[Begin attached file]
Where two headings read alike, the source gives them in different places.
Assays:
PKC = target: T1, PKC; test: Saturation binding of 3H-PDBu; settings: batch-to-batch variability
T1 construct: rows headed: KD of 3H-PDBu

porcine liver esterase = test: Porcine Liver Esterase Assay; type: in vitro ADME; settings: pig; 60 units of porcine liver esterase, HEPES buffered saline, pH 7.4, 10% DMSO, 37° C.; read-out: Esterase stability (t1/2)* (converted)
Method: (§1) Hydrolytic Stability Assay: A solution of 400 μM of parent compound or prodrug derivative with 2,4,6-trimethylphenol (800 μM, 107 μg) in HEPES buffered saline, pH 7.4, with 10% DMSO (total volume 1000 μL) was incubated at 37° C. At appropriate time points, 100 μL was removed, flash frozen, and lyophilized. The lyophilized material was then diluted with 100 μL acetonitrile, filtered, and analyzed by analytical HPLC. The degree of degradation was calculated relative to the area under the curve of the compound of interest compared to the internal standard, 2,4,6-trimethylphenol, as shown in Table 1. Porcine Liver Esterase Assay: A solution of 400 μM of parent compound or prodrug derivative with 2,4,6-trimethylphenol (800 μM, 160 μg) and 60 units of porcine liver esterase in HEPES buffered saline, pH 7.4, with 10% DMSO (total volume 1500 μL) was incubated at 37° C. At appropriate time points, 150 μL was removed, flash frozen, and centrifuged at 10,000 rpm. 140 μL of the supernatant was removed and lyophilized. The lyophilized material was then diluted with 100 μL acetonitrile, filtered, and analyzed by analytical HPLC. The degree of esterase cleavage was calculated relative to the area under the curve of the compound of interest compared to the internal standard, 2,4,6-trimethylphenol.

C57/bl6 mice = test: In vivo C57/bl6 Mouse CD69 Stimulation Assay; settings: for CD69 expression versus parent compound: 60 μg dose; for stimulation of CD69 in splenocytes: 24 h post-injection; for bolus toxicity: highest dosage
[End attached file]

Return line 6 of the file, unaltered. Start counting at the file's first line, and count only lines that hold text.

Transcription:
Method: (§1) Hydrolytic Stability Assay: A solution of 400 μM of parent compound or prodrug derivative with 2,4,6-trimethylphenol (800 μM, 107 μg) in HEPES buffered saline, pH 7.4, with 10% DMSO (total volume 1000 μL) was incubated at 37° C. At appropriate time points, 100 μL was removed, flash frozen, and lyophilized. The lyophilized material was then diluted with 100 μL acetonitrile, filtered, and analyzed by analytical HPLC. The degree of degradation was calculated relative to the area under the curve of the compound of interest compared to the internal standard, 2,4,6-trimethylphenol, as shown in Table 1. Porcine Liver Esterase Assay: A solution of 400 μM of parent compound or prodrug derivative with 2,4,6-trimethylphenol (800 μM, 160 μg) and 60 units of porcine liver esterase in HEPES buffered saline, pH 7.4, with 10% DMSO (total volume 1500 μL) was incubated at 37° C. At appropriate time points, 150 μL was removed, flash frozen, and centrifuged at 10,000 rpm. 140 μL of the supernatant was removed and lyophilized. The lyophilized material was then diluted with 100 μL acetonitrile, filtered, and analyzed by analytical HPLC. The degree of esterase cleavage was calculated relative to the area under the curve of the compound of interest compared to the internal standard, 2,4,6-trimethylphenol.